In November 2015, scientists from NOAA’s National Centers for Coastal Ocean Science and Woods Hole Oceanographic Institution embark on a 10-day sediment sampling mission in the Gulf of Maine. By examining sediment cores for the presence of seed-like cysts released by Alexandrium fundyense, a common type of harmful algae, researchers hope to improve forecasting of harmful algal bloom (HAB) events along the New England coast.
Alexandrium, commonly known as red tide, has both a vegetative stage when cells grow in surface waters, usually in late spring and summer, and a stage when seed-like cysts overwinter in sediments on the bottom. Forecasts of the extent and severity of Alexandrium blooms depend on a map of the alga’s cysts in Gulf of Maine sediments — which enter into the vegetative stage forming next year’s bloom — and computer models simulating a range of bloom scenarios based on previous years’ ocean conditions.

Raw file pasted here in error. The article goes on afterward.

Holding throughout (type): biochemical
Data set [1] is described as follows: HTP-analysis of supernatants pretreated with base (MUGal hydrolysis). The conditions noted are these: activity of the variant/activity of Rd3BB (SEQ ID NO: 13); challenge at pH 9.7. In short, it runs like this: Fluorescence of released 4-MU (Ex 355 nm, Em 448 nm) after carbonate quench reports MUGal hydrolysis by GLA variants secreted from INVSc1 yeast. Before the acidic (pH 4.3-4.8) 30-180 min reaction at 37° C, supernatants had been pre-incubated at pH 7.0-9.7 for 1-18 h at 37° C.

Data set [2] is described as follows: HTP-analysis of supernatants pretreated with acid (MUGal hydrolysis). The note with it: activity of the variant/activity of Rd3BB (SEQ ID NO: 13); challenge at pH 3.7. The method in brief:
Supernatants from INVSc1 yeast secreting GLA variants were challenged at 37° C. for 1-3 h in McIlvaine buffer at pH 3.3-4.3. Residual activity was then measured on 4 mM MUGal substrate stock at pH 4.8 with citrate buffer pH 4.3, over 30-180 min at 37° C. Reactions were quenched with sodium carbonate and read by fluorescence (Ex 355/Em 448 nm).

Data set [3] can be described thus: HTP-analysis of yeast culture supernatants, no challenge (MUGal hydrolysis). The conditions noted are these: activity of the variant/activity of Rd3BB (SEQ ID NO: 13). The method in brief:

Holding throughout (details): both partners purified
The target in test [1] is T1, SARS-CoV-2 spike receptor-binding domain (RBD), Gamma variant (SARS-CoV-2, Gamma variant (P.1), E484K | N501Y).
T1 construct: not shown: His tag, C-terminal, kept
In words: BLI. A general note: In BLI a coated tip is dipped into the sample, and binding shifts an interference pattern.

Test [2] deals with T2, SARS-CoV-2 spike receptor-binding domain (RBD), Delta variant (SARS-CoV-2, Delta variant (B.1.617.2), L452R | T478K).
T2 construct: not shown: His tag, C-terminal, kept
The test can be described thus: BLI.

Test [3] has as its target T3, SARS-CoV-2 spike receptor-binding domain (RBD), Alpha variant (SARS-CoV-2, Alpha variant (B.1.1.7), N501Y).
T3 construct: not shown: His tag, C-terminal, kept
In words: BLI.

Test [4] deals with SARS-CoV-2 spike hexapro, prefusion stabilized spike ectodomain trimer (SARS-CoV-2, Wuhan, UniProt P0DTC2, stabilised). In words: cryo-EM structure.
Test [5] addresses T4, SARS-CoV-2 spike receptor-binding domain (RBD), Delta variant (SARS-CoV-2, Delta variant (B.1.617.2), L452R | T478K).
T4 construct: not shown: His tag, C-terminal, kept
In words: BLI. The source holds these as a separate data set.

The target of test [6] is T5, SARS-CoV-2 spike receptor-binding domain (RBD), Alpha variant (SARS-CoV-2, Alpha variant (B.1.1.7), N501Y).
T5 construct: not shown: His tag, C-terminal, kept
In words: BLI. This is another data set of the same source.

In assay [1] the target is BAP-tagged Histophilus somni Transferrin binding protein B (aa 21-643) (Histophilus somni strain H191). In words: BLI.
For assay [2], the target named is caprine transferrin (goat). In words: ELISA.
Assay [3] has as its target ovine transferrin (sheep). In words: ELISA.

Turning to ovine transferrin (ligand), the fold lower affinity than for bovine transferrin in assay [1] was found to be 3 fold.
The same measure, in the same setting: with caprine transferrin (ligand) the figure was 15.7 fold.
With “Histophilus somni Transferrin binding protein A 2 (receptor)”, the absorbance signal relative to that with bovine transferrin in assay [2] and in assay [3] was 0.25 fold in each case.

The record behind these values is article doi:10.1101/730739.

The Gulf of Maine and its adjacent southern New England shelf have extensive shellfish resources, large portions of which are frequently contaminated with toxins produced by Alexandrium. The toxins can cause paralytic shellfish poisoning in people who eat contaminated seafood. State managers use HAB forecasts to monitor Alexandrium toxins, ensuring shellfish are safe for human consumption.